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Why erectile dysfunction can increase the risk of heart disease

Men who have vascular-related impotence are twice as likely to suffer a heart attack, stroke or sudden cardiac death

Impotence is a risk factor for heart disease.
Impotence is a risk factor for heart disease. GETTY

As well as seeing a urologist for erectile dysfunction (ED), men should also make an appointment with a cardiologist. That’s the conclusion of a four-year study published in the medical journal Circulation, which found that men who experience vascular-related impotence are twice as likely to suffer a heart attack, stroke or sudden cardiac death.

Overview of study

The study tracked the heart health of almost 1,900 men, aged 60 to 78, with and without vascular-related ED. Erectile dysfunction can sometimes be related to emotional issues such as anxiety or other psychological concerns. However, if men are experiencing impotence related to vascular problems it may be a sign of sub-clinical cardiovascular dysfunction. Vascular ED is the result of arterial blockage and insufficient blood flow.

Around one in five men over the age of 20 have trouble sustaining an erection

It is well known that for some men ED can be associated with cardiovascular problems. But experts have believed this was primarily due to obesity, high blood pressure and diabetes. Depression and the use of medication were also linked to the relationship between ED and cardiovascular problems. But this study has shown that simply having ED is a significant risk factor.

For the study, researchers recruited participants from across several US cities. Over the course of four years, 115 men had a serious heart problem, such as a heart attack, stroke or cardiac arrest. Over 6% of men with impotence had a problem, compared with just under 3% of sexually healthy men. Around one in five men over the age of 20 have trouble sustaining an erection.

Takeaway message

The message from this study is that healthcare providers should consider ED as a risk factor when assessing cardiovascular risk among middle-aged men. Men should also be aware that if they are having problems with impotence, it could be related to a serious cardiovascular issue. Men need to address this possibility with their doctor and from there determine the proper steps to take.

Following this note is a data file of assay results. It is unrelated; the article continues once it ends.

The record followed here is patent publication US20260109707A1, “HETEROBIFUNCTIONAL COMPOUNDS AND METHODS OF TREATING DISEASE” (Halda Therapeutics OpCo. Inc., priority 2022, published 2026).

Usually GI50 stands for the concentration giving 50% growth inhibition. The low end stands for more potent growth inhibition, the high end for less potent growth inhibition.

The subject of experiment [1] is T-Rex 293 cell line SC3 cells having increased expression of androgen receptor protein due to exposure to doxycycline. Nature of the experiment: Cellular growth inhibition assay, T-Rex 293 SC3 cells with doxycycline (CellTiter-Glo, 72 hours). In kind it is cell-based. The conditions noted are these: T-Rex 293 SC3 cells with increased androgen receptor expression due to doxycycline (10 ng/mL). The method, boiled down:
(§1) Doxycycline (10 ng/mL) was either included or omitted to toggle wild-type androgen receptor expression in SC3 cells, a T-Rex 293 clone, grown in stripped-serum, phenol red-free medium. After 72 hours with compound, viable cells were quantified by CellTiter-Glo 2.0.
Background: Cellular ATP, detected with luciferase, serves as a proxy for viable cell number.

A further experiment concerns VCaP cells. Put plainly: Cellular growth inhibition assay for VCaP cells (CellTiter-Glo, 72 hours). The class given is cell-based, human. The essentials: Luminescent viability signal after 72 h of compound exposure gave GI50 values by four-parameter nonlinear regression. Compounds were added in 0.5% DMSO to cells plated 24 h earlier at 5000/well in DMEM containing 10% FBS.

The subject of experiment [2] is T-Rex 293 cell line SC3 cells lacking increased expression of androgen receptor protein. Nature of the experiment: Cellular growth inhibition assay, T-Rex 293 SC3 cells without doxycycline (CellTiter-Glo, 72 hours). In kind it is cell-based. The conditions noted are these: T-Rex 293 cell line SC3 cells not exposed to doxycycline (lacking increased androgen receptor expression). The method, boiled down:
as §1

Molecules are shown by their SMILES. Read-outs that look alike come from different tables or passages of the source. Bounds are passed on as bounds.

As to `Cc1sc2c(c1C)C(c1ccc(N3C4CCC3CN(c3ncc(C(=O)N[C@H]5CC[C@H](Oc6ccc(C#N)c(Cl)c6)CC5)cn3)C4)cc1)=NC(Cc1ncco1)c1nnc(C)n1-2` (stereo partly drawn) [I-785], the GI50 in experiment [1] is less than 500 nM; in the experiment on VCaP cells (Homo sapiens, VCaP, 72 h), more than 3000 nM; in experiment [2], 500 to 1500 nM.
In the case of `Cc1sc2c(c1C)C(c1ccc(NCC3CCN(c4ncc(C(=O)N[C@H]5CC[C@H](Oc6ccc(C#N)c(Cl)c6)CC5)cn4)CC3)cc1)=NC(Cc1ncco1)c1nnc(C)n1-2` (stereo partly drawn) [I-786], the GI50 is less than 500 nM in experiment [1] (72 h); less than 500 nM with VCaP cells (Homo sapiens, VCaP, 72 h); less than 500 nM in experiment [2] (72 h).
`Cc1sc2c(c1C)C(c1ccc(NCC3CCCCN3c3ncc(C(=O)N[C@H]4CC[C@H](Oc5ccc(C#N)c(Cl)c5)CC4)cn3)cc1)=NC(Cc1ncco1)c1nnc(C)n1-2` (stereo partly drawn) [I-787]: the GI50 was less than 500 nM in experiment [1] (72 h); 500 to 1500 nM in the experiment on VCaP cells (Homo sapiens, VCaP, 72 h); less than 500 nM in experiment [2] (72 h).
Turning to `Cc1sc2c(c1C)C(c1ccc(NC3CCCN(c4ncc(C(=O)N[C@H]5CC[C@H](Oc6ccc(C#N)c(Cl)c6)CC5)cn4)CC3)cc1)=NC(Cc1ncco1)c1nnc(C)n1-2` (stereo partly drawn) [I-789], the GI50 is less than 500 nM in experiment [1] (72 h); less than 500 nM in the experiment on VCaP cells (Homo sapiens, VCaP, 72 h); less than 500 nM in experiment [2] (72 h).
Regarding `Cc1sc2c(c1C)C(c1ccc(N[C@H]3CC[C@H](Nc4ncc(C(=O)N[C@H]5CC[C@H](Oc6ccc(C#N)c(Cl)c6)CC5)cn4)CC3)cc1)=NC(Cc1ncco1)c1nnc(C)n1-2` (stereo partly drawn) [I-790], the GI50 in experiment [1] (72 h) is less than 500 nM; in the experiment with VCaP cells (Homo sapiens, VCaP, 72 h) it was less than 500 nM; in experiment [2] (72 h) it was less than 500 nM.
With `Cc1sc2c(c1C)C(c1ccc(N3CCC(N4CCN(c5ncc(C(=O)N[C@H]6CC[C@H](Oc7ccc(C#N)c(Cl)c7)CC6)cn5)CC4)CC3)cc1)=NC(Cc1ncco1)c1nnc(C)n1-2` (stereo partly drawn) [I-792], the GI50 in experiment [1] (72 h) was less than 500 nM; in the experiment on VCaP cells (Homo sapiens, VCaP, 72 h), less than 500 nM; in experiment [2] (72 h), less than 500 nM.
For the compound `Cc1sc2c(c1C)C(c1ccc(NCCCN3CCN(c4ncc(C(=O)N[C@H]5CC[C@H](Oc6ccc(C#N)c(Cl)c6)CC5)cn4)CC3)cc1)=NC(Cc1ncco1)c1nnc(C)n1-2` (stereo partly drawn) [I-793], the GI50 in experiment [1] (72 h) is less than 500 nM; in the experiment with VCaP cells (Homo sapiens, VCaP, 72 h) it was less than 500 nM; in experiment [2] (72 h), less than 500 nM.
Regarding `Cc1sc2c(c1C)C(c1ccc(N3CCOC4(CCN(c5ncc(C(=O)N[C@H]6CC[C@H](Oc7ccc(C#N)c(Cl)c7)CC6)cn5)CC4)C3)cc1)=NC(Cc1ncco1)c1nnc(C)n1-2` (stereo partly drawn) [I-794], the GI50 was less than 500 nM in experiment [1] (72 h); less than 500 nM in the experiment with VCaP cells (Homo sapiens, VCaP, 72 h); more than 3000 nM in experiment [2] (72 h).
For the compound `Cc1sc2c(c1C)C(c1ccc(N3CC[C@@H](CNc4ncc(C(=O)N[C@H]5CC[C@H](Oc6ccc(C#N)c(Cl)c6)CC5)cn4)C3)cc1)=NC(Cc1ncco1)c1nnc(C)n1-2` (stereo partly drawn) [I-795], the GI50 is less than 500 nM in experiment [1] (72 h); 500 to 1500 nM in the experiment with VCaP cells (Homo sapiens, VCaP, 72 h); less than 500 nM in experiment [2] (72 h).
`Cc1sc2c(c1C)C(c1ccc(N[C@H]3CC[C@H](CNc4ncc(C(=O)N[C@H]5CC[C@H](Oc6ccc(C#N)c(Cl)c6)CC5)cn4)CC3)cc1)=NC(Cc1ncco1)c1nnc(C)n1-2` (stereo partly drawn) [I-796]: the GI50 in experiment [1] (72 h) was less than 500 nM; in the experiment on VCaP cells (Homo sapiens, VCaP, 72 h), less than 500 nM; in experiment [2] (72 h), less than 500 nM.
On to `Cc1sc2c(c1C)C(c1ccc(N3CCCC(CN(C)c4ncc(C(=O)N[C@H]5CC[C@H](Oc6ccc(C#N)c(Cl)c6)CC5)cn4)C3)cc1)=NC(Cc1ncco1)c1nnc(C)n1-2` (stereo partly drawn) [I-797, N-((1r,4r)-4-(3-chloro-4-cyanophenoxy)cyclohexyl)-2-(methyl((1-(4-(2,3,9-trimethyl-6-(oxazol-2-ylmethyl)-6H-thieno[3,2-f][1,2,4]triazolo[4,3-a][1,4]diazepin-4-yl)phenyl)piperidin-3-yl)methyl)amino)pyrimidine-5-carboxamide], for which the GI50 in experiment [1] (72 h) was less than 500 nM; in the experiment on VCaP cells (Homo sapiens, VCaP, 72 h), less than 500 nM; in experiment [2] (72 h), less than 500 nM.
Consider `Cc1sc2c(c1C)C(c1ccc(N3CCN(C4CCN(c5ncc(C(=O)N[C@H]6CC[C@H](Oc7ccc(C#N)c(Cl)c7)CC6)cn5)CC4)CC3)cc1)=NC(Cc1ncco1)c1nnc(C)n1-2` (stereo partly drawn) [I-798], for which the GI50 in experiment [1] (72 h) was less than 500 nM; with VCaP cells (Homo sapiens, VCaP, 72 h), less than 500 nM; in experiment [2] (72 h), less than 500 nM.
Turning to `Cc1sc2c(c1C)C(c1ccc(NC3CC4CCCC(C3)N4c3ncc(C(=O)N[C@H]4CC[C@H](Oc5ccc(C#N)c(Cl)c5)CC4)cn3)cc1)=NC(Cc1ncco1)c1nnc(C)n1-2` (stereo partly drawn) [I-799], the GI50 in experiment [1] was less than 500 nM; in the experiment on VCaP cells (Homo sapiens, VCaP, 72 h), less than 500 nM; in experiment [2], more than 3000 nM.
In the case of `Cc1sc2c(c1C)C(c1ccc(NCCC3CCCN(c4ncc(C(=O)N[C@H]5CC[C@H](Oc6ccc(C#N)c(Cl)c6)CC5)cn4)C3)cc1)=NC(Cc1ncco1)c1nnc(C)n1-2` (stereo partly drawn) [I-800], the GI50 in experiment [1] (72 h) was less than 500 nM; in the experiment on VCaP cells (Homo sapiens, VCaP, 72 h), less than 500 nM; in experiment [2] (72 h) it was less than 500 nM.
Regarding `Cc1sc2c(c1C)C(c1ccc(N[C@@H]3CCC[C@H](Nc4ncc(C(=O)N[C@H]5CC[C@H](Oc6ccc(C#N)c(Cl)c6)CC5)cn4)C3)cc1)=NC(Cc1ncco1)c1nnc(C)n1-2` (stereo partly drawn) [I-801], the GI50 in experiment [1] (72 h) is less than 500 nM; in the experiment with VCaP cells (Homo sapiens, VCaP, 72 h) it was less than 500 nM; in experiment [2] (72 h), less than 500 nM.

If you have a problem with impotence, it could be related to a serious cardiovascular issue

Even though ED becomes more common as men age, it does not have to be part of the aging process. There are several things men can do to prevent ED or at least delay its onset. These include:

  • Eat healthy food. Men should eat foods that promote good blood flow and allow blood to flow to and within the penis. This will help them to achieve a firm erection. Follow a diet that includes lots of fruits and vegetables and avoid foods that are fried, fatty and processed.
  • Maintain a healthy weight. Being overweight can lead to many health problems, including type 2 diabetes, which can cause nerve damage throughout the body. If diabetes affects the nerves that supply the penis, it can result in ED.
  • Maintain healthy blood pressure and cholesterol levels. High cholesterol and high blood pressure can damage blood vessels, including those that bring blood to the penis, and cause ED.
  • Drink alcohol in moderation or not at all. There is no evidence that mild or even moderate alcohol consumption increases the risk of ED. But chronic heavy drinking can cause liver damage, nerve damage and other conditions that interfere with the normal balance of male sex hormones and lead to ED.
  • Exercise regularly. Living a sedentary lifestyle can result in ED. Practice aerobic exercises such as running, swimming and brisk walking to lower the risk of impotence.
  • Stop smoking. Smoking cigarettes can harm blood vessels, which reduces blood flow to the penis. Nicotine found in cigarettes makes blood vessels contract, which hampers the blood flow needed to achieve an erection.
  • Avoid anabolic steroids. These drugs are often abused by bodybuilders and athletes. They should be avoided as they can shrink the testicles and damage their ability to make testosterone.

Dr. Samadi is a board-certified urologic oncologist trained in open and traditional and laparoscopic surgery and is an expert in robotic prostate surgery. He is chairman of urology, chief of robotic surgery at Lenox Hill Hospital. He is a medical contributor for the Fox News Channel’s Medical A-Team. Follow Dr. Samadi on Twitter, Pinterest, SamadiMD.com, davidsamadiwiki, davidsamadibio and Facebook.

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